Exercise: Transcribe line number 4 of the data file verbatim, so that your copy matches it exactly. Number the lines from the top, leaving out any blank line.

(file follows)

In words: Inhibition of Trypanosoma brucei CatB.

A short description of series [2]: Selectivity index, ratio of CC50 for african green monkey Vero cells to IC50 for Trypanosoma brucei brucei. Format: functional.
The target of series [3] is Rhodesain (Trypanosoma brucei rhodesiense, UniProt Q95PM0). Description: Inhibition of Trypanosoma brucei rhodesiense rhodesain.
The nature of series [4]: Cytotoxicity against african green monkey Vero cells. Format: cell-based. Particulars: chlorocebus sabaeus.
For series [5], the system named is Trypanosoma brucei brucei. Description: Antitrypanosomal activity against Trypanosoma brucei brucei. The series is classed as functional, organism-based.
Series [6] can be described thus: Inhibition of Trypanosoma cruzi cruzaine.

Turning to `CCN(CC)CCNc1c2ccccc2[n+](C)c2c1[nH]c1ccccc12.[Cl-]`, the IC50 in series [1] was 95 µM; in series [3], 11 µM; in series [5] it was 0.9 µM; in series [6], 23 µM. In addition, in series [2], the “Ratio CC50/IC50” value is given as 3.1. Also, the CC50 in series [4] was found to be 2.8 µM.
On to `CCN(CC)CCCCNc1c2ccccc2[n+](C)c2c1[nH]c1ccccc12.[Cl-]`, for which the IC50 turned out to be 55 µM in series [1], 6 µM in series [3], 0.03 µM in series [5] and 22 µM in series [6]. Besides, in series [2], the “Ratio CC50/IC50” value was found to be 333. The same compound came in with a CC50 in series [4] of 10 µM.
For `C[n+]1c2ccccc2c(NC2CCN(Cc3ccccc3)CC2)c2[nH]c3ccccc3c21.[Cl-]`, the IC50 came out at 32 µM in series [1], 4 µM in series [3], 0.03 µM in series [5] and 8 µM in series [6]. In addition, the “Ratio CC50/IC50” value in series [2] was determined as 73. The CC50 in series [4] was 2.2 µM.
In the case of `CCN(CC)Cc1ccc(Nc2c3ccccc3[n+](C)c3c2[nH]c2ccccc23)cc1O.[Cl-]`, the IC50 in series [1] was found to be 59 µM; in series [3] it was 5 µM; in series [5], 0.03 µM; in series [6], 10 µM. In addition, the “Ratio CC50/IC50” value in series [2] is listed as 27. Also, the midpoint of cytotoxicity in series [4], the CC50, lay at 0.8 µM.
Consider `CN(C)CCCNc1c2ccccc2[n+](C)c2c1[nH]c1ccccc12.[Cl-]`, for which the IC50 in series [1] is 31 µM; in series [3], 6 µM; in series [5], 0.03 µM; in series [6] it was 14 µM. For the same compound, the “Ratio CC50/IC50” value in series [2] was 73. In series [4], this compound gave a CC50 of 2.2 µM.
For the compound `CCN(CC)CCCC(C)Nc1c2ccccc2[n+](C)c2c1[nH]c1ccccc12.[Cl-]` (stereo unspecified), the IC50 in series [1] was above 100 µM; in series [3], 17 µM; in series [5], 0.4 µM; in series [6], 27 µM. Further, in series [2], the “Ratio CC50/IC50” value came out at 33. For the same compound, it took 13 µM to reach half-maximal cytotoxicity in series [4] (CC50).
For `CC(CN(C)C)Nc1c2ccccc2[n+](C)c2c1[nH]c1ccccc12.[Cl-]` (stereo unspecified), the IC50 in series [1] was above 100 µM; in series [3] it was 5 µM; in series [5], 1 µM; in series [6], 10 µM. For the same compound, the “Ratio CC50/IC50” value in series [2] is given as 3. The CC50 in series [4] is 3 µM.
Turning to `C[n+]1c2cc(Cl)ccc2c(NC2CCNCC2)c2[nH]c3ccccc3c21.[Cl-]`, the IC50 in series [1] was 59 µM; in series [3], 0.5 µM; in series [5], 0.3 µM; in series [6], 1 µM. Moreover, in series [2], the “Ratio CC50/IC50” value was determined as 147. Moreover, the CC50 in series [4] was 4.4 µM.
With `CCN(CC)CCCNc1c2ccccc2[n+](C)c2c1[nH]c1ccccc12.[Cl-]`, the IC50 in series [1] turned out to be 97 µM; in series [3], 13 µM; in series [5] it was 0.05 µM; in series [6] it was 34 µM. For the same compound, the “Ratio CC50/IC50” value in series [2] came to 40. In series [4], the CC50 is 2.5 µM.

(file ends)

The nature of series [4]: Cytotoxicity against african green monkey Vero cells. Format: cell-based. Particulars: chlorocebus sabaeus.